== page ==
Recently, The Telegraph posted the following article with the alarming headline: “Boys and girls ‘can’t be friends without sexual innuendo’ study says.”
It’s a story that’s sure to intrigue those of us who are already concerned about how much sexual imagery and media kids have access to, but I do think it’s important to read articles, like this one, with a bit of skepticism and curiosity. Journalists have to pay their bills just like the rest of us, and attracting audience attention in Internetland is tough! I’m out here hustling myself, so I’m not trying to hate on a fellow writer for needing page views. I just know that appealing to readers' emotions is a really good way to draw people to your story. When it comes to youth and sex, people tend to worry, and when research emerges on the subject, the media tends to hone in on what is worrisome. But in my experience, there’s often more to the story.
As I’ve mentioned before, I like to do a little detective work when it comes to these sort of articles. At the very least, I try to read the actual studies—partly because I’m a big ol’ sex nerd, but also because when it comes to sexuality and youth, the research results tell a bigger story than what we read about in the article. This particular study, “Boys and Girls Speak Out,” is an easy and fascinating read. The researcher, Emma Renold, wanted to learn about the effects of sexual culture on kids, by talking to actual kids! Adults have lots of concerns about the effect of social and sexualized media on our children, but what do children think?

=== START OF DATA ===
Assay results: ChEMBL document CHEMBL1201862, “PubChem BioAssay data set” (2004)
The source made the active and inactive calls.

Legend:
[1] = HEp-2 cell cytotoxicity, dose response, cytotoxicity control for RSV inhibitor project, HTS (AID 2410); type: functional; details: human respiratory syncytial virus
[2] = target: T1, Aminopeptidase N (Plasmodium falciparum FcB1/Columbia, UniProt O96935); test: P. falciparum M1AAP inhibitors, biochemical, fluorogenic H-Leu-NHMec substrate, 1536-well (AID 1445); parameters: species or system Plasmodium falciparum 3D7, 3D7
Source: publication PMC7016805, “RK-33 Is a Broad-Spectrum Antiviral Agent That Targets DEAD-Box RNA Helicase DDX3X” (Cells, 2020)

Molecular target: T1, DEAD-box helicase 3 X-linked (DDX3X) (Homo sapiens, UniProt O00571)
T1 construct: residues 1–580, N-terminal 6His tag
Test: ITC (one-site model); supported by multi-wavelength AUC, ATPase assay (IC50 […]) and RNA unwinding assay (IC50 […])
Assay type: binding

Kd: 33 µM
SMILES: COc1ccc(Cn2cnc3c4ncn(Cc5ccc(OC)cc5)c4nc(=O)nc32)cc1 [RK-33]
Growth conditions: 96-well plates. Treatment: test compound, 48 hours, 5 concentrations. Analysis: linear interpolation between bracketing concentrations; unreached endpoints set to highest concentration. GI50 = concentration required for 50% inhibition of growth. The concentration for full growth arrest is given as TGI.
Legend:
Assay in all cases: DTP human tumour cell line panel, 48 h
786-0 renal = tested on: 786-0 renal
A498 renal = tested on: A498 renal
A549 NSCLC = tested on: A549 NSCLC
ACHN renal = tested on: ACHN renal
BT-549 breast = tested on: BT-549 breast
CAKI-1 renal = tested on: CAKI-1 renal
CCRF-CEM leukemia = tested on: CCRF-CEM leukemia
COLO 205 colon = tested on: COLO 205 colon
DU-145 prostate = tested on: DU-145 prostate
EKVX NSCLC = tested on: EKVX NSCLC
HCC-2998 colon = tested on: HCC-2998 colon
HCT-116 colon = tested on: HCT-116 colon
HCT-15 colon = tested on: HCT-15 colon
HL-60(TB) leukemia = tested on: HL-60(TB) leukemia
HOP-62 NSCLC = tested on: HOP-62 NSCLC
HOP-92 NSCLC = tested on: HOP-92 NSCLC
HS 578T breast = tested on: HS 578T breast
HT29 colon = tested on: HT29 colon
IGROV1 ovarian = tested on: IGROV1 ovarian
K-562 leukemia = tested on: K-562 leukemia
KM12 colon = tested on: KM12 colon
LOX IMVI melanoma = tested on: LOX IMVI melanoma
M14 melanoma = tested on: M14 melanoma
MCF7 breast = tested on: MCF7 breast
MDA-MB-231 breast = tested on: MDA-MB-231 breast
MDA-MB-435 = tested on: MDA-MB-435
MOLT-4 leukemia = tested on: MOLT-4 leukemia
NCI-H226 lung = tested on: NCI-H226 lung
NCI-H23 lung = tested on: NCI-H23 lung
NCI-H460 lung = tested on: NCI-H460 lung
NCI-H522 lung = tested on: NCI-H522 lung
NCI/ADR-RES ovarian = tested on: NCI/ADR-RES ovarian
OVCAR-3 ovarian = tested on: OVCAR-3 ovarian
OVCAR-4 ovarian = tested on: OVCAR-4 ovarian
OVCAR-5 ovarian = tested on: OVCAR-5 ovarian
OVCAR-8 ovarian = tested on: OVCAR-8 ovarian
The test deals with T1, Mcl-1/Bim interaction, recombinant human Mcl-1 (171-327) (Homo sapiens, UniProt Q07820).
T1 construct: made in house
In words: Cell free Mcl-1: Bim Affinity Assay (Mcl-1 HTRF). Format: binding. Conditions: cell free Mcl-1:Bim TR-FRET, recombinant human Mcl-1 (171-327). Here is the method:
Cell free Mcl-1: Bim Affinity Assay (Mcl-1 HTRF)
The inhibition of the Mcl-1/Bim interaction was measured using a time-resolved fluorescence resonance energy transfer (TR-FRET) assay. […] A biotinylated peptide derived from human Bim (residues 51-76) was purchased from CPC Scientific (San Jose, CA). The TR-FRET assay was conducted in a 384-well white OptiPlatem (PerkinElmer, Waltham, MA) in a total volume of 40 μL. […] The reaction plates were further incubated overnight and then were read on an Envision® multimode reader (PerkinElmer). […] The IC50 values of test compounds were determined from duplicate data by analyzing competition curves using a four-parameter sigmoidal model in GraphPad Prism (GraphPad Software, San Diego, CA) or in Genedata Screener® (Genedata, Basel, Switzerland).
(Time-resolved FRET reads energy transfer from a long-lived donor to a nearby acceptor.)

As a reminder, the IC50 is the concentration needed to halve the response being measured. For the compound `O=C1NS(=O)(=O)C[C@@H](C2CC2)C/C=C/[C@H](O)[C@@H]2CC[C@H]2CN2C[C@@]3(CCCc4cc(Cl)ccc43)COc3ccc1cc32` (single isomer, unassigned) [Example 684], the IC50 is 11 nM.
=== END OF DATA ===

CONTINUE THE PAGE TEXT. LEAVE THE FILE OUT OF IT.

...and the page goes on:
The Telegraph is right that many of the kids interviewed felt pressure of “boyfriend-girlfriend” culture, there’s also some encouraging stuff the article doesn’t mention. Renold’s study also found that the children interviewed are pretty critical of sexually explicit media, not on board with gender and sexual stereotypes, and distinguish between “looking older” and “looking sexy.” And while I think adults are right to be wary of how exposure to sexual material and ideas—particular in mainstream media—affect our children, it also helps to be reminded that they can be pretty smart, socially aware people.
I think one of the best ways we can help our kids grow and develop into sexually healthy people is to ask questions and find out what they know, what they think, and what they want. I’m glad to see good research getting media attention, but as this study shows, when it comes to sexuality, youth have their own story to tell.
Need more info on helping your kids develop into sexually healthy individuals? Check out: "The Sex Talk Every Parent Needs To Hear" and "Talking To Kids About Sex—There's An App For That."